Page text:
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CAI International Inc. (NYSE:CAP)

Q2 2013 Results Earnings Call

July 30, 2013 5:00 PM ET

Executives

Victor Garcia - President and CEO

Tim Page - Chief Financial Officer

Analysts

Gregory Lewis - Credit Suisse

Bob Napoli - William Blair

Steven Kwok - KBW

Michael Webber - Wells Fargo

Helane Becker - Cowen & Company

Doug Mewhirter - SunTrust Robinson Humphrey

Sal Vitale - Sterne Agee

John Mims - FBR Capital Markets

Kevin Sterling - BB&T Capital Markets

Operator

Good day, ladies and gentlemen. And welcome to the CAI International Second Quarter Earnings Conference Call. At this time, all participants are in a listen-only mode. Later, we will conduct a question-and-answer session, and instructions will follow at that time. (Operator Instructions)

As a reminder, this conference call is being recorded. I would now like to introduce your host for today’s conference, Tim Page, Chief Financial Officer. Please go ahead.

Tim Page

Good afternoon and thank you for joining us today. Certain statements made during this conference call may be forward looking and are made pursuant to the Safe Harbor provisions of Section 21E of the Securities and Exchange Act of 1934, and involve risks and uncertainties that could cause actual results to differ materially from current expectations, including but not limited to economic conditions, expected results, customer demand, increased competition and others.

We refer you to the document that CAI International has filed with Securities and Exchange Commission, including its annual report on Form 10-K, its quarterly reports filed on Form 10-Q and its reports on Form 8-K. These documents contain additional important factors that could cause actual results to differ from current expectations and from forward-looking statements contained in this conference call.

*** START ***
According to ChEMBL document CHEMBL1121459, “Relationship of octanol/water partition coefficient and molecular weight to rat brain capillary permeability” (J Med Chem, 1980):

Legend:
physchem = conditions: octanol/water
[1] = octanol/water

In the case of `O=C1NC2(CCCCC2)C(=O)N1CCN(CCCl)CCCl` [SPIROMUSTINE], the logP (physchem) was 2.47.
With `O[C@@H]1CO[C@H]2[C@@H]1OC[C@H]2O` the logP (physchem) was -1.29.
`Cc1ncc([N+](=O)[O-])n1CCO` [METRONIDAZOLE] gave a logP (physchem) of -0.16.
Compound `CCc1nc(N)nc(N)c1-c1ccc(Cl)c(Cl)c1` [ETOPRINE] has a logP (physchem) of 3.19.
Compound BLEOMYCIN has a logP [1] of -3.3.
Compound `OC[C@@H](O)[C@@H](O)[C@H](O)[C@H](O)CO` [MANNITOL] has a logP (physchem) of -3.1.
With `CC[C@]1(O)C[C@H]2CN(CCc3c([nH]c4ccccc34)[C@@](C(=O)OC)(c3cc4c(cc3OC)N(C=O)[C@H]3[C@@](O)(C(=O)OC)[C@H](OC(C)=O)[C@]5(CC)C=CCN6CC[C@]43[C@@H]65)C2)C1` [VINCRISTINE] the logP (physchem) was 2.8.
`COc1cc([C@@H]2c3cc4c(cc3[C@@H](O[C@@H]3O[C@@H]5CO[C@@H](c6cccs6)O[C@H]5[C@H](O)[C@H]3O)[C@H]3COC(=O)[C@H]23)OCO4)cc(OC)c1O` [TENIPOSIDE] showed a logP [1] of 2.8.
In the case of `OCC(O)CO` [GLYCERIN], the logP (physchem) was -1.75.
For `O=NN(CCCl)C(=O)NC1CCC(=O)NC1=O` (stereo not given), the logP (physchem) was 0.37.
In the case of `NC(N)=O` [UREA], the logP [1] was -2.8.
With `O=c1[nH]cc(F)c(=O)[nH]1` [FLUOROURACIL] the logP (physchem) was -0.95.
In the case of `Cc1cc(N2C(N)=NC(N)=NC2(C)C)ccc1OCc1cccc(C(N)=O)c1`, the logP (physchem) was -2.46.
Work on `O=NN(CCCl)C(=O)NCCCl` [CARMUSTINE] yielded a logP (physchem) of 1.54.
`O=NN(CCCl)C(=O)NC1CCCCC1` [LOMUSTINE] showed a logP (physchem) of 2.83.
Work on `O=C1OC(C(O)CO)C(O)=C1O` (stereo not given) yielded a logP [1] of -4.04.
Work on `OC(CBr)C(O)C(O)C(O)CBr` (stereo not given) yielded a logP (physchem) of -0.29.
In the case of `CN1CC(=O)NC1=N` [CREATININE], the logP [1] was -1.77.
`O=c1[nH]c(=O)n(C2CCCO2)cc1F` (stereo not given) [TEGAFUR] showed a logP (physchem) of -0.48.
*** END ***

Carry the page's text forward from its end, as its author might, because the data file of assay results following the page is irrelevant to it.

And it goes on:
I will now turn the call over to our President and Chief Executive Officer, Victor Garcia.

Victor Garcia

Thanks, Tim. Good afternoon. And welcome to the CAI second quarter conference call. Our financial results for the second quarter of 2013 showed continued growth for the quarter on a year-over-year basis and sequentially from the first quarter.

This quarter we reported approximately $53 million of revenue, an increase of 33% from the second quarter of 2012 and net income of $16.9 million, 12% above the same period in 2012. We are pleased with this result considering that general economic, slow economic environment within which we are operating.

The volume of request for new containers from the factory increased during the second quarter of 2013, from what we experience in the first quarter, which was a positive development during the quarter.

Moreover, during July, there was an increase in the number of new containers being picked up and commencing their contractual leases. We expect further pick ups of units during the months of August and September.

Our utilization of approximately 92% has remained relatively flat compared to the first quarter. We had expected an improvement at seasonal demand increase, however because global trade growth has been modest this year, we have not seen the increase in utilization that we had expected.